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One man’s castle is another’s mansion

POSTED: April 3, 2008 5:00 a.m.

If you go to a Christian funeral, particularly in the South, you’re likely to hear somebody read that verse in the gospel of John where Jesus is telling his disciples that he’s going to be leaving and gives them a glimpse of heaven.

In the King James version, it’s the verse that says, "In my father’s house are many mansions."

I tried to understand that concept when I was a kid. How could you have mansions inside the Lord’s house?

Some of the modern translations now use other words like rooms and dwelling places.

We tend to like that word mansion.

There’s an old gospel song about the great beyond that says "I’ve a mansion, just over the hilltop."

A song from about the same era suggested something more modest; it asks, "Lord, build me a little cabin, in the corner of gloryland."

I’m not sure when a house is no longer a house and qualifies as a mansion.

The governor of our state lives in a little spread of government housing we call a mansion. I’ve been there a few times and for a public housing unit, it’s pretty nice.

Out in Buckhead, where the governor’s mansion is located, there are a plethora of mansions. I’ve known a few folks who came from a hardscrabble upbringing and were successful enough to buy themselves a mansion.

Hubert and Norma Humphrey built their first mansion in Buckhead.

Hubert started out as an engineer. Not the kind that graduates summa cum laude from Georgia Tech. Instead, Hubert was the kind that waved a lantern and directed trains around Macon.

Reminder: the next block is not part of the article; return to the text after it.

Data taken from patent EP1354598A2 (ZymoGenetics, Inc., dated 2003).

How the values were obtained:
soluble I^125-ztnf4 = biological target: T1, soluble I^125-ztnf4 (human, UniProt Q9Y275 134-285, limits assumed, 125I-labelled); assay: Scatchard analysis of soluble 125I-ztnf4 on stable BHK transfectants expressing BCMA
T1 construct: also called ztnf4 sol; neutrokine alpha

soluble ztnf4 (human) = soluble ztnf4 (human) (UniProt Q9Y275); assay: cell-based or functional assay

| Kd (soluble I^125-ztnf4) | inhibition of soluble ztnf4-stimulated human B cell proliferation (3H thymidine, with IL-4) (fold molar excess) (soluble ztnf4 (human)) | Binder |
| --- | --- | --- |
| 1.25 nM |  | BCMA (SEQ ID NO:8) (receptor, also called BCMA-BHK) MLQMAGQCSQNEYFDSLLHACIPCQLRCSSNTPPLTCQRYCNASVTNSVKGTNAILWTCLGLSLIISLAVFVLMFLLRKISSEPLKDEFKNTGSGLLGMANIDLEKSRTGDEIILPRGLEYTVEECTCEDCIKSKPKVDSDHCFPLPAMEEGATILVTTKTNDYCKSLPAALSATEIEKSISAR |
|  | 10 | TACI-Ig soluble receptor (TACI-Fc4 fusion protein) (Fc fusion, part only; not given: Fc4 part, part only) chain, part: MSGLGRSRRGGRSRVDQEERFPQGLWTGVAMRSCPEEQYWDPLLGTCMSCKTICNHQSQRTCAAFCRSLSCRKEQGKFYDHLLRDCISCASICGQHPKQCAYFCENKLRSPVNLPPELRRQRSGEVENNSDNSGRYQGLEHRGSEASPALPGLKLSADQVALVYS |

Hubert found financial rewards in the insurance and investment business and hung up his railroad watch. He’s bought and sold a few businesses in his time.

He even sold that first mansion to Bob Nardelli, who used to head Home Depot and is now the CEO of Chrysler.

I don’t know who owns it now.

Hubert and Norma wanted a place out from town. They built a really nice one.

The Humphreys have an 82-room, 47,000-square-foot home in Forsyth County. It has, among other things, a 12-car garage, 17 bathrooms and 62 televisions.

When it was being built, which took three years, I was invited by the Humphreys to tour the work in progress.

Even before it was done it was mighty impressive.

It has two swimming pools, an outdoor one to enjoy and one of those indoor exercise pools. There are two elevators and two really big staircases to get you from floor to floor.

They didn’t get moved in until about a year and a half ago. Now, they’ve decided to sell it. They want to downsize.

The asking price is $45 million.

In case you were wondering, that rules me out.

However, the one and only time I visited the house, which incidentally is named Le Reve, the Humphreys promised I could come back and spend the night.

Well, Hubert and Norma, if you’re reading this, I’m ready anytime before you move. I’ll even iron my socks and underwear before I pack them in my suitcase.

When my ticket on this side is punched, I’ll be lucky to get a spot on a park bench in gloryland.

But one night at Le Reve would surely go a long way toward clearing up any confusion I might have about mansions with many rooms.

Harris Blackwood is community editor of The Times. His columns appear Wednesdays and Sundays.



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